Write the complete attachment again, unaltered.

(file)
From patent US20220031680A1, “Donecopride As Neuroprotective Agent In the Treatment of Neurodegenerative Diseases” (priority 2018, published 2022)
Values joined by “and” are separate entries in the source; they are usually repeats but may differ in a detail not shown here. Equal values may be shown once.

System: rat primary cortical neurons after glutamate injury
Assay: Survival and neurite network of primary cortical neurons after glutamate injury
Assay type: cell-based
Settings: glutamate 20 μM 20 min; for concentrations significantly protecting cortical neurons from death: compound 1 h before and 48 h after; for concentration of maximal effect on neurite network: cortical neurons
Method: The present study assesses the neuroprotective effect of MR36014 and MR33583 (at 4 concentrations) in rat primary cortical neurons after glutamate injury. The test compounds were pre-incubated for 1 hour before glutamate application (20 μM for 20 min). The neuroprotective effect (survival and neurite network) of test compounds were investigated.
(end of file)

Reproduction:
From patent US20220031680A1, “Donecopride As Neuroprotective Agent In the Treatment of Neurodegenerative Diseases” (priority 2018, published 2022)
Values joined by “and” are separate entries in the source; they are usually repeats but may differ in a detail not shown here. Equal values may be shown once.

System: rat primary cortical neurons after glutamate injury
Assay: Survival and neurite network of primary cortical neurons after glutamate injury
Assay type: cell-based
Settings: glutamate 20 μM 20 min; for concentrations significantly protecting cortical neurons from death: compound 1 h before and 48 h after; for concentration of maximal effect on neurite network: cortical neurons
Method: The present study assesses the neuroprotective effect of MR36014 and MR33583 (at 4 concentrations) in rat primary cortical neurons after glutamate injury. The test compounds were pre-incubated for 1 hour before glutamate application (20 μM for 20 min). The neuroprotective effect (survival and neurite network) of test compounds were investigated.